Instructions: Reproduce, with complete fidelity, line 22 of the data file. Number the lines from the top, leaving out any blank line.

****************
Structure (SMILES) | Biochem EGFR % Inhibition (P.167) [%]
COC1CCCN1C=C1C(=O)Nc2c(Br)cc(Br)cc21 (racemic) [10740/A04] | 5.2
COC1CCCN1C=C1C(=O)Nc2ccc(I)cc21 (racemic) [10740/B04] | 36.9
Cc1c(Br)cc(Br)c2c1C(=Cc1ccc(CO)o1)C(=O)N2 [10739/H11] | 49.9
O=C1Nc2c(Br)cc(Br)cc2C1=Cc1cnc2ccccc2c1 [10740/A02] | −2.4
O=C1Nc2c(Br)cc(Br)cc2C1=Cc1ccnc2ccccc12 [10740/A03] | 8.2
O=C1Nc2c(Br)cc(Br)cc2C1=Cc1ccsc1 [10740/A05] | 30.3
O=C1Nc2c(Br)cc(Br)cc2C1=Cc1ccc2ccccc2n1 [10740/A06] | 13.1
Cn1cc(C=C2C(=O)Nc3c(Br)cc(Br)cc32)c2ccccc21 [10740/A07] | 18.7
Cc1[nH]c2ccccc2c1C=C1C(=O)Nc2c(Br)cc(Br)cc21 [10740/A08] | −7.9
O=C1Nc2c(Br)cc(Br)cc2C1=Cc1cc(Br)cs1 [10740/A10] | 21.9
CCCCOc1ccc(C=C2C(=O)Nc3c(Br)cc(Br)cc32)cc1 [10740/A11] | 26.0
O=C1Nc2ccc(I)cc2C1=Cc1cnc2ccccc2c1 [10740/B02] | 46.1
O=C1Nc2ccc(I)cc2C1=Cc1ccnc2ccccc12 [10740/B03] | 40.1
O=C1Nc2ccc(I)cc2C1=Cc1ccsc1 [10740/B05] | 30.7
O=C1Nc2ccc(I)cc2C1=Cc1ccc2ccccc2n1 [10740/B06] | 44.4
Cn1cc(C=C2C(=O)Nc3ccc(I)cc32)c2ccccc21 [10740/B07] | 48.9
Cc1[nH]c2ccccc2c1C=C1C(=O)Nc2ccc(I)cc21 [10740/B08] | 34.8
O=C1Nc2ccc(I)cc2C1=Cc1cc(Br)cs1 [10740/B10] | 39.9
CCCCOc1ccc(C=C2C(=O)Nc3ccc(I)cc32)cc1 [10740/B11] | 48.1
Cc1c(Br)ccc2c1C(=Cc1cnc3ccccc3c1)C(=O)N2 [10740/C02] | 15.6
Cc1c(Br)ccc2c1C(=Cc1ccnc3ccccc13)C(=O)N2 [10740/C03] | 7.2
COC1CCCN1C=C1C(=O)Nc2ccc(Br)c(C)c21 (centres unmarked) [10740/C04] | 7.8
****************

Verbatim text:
Cc1c(Br)ccc2c1C(=Cc1ccnc3ccccc13)C(=O)N2 [10740/C03] | 7.2